If he stays for that third year, it’d be a three-year deal, but he would still reach the $30 million I predicted. It seems likely, however, that Sabean has reached a sense of understanding that he has been out of his mind with some of these contracts the last four or five years, as Pat Burrell and Cody Ross don’t seem to be in line for the kind of contracts I was worried about. At least not yet.
They lose this game, it’s on Bochy.
There was absolutely no reason to start Cain in that top of the eighth. (OK, seventh! Doh!) There was absolutely no reason to let him get into that much trouble, (anyway).
OK, so, I was working and watching, and working and watching, and I lost track of the situation. Once they lost, I was just ranting. Sue me….
The fact still remains that the following sentence is dead-on:
THERE WAS ABSOLUTELY NO REASON IN THE WORLD TO BRING IN WILSON FOR A SIX-OUT SAVE!
The Giants only have the best bullpen in baseball. There were only about four different pitchers Bochy could have used in that eighth, before he stupidly wasted Wilson.
UPDATE: Bases loaded, one out, a major league team has a runs scored expectation of 1.65 runs. Without looking it up –since I have no way of doing so– I would guess that the Giants are somewhere around .90. Simply awful results in critical situations. Posey is so obviously exhausted. Bochy completely fucked this game up. Horrendous decision to go to Wilson with no outs in the eighth. Fairly terrible/possibly defensible decision to allow Romo to face another batter after the first one smoked him. And now the Giants, who haven’t had a real come from behind win in I don’t know how long, have to score at least one to avoid a loss that would rank among the worst in their history. Tonight immediately brings back memories of their folderoo loss to the Mets in 2000, about seven seconds after JT Snow’s miracle three-run home run.
I’m sorry, but this is just atrocious.
UPDATE: No pinch runner for Uribe? Is Bochy trying to get fired?
UPDATE: Awful, awful loss. Bochy failed his team in just about every way possible. For every mistake he made –as in, with a bullpen that had allowed something like 5 runs in their last 60 innings, there was no reason to pull the parachute cord like that. If you are gonna be decisive, you pull
Cain (Romo) the minute a man gets on. You don’t wait until he puts the tying run at the plate, and then ask Brian Wilson to do something he’s NEVER DONE BEFORE IN HIS LIFE!!!!– even with all that failure, the team still had the tying run on first with one out in the bottom of the 11th.
Of course, Bochy –stunned into submission by his earlier blunder– for some reason, didn’t even consider the possibility of, oh, I don’t know, trying to steal second and: a) get into scoring position, and, b) avoid the double play. Instead, Bochy decides to do nothing. Of course, since a Giant wasn’t on first with nobody out, he couldn’t automatically bunt, so all of his decisions were essentially made for him.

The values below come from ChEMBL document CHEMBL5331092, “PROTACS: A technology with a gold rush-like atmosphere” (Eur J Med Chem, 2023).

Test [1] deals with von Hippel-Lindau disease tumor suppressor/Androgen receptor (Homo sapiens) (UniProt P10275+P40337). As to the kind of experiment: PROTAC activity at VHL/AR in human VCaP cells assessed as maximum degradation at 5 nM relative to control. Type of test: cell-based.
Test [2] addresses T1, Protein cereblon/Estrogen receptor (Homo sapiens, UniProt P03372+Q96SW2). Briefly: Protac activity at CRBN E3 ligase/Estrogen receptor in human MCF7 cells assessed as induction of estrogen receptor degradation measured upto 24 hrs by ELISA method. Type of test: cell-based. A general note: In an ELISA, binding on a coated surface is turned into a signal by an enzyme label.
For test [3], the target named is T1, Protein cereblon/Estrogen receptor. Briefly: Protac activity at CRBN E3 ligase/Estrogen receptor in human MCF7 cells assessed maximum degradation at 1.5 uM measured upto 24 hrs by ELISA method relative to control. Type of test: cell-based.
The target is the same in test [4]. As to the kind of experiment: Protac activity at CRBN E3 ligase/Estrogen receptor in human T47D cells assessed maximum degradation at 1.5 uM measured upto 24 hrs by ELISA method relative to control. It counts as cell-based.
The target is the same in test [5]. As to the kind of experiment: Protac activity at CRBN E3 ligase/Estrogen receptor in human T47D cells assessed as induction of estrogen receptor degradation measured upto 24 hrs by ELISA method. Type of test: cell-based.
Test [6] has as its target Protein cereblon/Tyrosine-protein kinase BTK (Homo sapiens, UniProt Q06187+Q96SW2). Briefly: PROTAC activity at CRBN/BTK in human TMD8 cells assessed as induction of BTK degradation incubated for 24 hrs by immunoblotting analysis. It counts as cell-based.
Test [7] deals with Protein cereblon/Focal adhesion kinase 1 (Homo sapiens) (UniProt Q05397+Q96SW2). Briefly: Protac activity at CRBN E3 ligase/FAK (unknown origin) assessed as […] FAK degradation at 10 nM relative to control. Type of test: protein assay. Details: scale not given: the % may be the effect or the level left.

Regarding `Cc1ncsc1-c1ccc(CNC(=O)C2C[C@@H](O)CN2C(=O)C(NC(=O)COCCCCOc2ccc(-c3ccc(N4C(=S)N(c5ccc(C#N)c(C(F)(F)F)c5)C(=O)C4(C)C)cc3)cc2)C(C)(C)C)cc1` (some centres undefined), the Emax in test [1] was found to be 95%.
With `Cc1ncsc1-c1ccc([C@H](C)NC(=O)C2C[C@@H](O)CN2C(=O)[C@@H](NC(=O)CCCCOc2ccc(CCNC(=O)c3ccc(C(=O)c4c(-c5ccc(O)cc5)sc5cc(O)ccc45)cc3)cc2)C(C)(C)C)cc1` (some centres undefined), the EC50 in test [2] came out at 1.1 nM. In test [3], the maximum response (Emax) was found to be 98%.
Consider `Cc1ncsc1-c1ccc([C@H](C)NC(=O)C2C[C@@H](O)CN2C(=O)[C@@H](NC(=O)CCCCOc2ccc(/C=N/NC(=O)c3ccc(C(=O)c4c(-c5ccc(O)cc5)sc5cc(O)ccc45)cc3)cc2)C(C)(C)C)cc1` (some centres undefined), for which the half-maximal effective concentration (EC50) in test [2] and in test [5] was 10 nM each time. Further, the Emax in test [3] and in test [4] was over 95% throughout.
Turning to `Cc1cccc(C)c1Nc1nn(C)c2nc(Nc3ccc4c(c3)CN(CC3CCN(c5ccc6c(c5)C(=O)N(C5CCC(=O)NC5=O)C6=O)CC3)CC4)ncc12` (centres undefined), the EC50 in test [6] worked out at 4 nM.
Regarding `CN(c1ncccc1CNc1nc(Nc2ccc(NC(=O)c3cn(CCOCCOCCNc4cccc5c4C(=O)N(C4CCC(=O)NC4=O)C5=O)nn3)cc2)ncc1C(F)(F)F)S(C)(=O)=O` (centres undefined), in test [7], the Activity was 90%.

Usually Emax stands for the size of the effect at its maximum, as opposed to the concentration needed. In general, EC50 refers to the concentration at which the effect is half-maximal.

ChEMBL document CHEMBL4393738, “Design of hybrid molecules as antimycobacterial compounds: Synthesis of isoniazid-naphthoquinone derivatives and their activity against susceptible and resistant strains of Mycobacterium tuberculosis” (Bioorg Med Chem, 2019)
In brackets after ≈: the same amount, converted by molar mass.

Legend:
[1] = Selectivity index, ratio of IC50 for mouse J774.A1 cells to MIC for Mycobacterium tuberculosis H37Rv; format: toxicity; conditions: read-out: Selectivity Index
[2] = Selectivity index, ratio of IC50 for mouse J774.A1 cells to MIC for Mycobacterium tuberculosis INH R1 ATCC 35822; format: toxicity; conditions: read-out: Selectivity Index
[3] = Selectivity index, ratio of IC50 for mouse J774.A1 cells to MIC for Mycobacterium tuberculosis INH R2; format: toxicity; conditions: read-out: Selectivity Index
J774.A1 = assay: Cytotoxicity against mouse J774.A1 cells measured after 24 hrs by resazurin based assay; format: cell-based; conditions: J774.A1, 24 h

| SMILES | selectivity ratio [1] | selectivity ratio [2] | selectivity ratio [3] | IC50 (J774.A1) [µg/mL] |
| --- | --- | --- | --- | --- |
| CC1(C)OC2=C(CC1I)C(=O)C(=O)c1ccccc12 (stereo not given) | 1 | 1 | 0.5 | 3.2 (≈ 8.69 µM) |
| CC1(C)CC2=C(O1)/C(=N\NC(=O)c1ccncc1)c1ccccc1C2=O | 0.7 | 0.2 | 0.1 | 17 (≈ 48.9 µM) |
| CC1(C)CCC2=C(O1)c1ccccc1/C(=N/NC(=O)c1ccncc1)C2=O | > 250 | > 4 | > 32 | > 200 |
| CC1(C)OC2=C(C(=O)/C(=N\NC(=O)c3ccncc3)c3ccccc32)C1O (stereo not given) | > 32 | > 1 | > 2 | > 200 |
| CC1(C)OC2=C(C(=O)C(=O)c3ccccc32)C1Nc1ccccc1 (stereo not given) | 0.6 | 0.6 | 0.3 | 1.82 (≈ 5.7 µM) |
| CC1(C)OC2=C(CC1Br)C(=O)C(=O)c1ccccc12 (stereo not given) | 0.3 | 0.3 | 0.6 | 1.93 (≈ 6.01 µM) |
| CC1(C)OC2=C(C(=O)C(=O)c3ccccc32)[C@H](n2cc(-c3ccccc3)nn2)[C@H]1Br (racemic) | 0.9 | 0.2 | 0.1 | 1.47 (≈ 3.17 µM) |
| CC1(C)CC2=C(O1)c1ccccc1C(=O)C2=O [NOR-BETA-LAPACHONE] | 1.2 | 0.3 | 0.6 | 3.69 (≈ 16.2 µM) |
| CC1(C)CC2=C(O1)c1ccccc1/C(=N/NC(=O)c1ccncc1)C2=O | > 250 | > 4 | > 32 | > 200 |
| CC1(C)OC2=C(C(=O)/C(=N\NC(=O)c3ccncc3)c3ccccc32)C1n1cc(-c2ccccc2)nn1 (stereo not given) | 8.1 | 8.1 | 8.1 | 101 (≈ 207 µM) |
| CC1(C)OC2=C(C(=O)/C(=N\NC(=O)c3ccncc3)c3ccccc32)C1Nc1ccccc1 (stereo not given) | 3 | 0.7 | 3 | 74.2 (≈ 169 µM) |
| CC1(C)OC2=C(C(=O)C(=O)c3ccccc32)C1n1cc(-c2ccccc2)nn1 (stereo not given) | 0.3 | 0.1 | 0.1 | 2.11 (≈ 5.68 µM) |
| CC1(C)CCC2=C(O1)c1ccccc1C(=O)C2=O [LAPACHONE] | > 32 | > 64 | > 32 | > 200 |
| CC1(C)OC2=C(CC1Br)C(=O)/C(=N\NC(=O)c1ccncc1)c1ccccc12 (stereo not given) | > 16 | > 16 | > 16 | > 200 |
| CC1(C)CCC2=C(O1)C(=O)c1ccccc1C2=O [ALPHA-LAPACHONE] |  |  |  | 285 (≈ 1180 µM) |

The move to Wilson spoke of panic, and desperation; not decisiveness. And then, in the bottom of the tenth, the Giants loaded the bases with one out, which raised their expected winning percentage at that point to around 90%, failed to score. Just prior to the moment that Posey grounded into the five-hundreth double play of the Giants season, wasn’t something creative needed? Given what we all could see with our own two eyes, that the Braves were planning on trying to double up Posey –even though that decision meant that they would be giving up the chance to preserve the tie in order to end the inning– the question that occurred to me immediately was; why didn’t Bochy call for a squeeze play?
The reason? Because he is a button pusher. He is destined to fail in these kinds of pressure situations. And, let’s be clear, when the pressure was on, Bobby Cox put the game in his players hands, and said, do the hard thing, and let’s see if we can win. Bochy told his players, his fantastic bullpen, that they couldn’t be trusted to do what they had done better than any bullpen in baseball history over the last six weeks, not to mention that, over the course of the season, they had been one of the top two or three in the entire league.
No, Bochy tried to be Joe Torre, and he asked Brian Wilson to be Mariano Rivera. Except that the Giants bullpen isn’t Joba Chamberlain, or Phil Coke, or Ramiro Mendoza. And Bochy didn’t need to be Joe Torre. And Brian Wilson should never have been asked to be Mariano Rivera.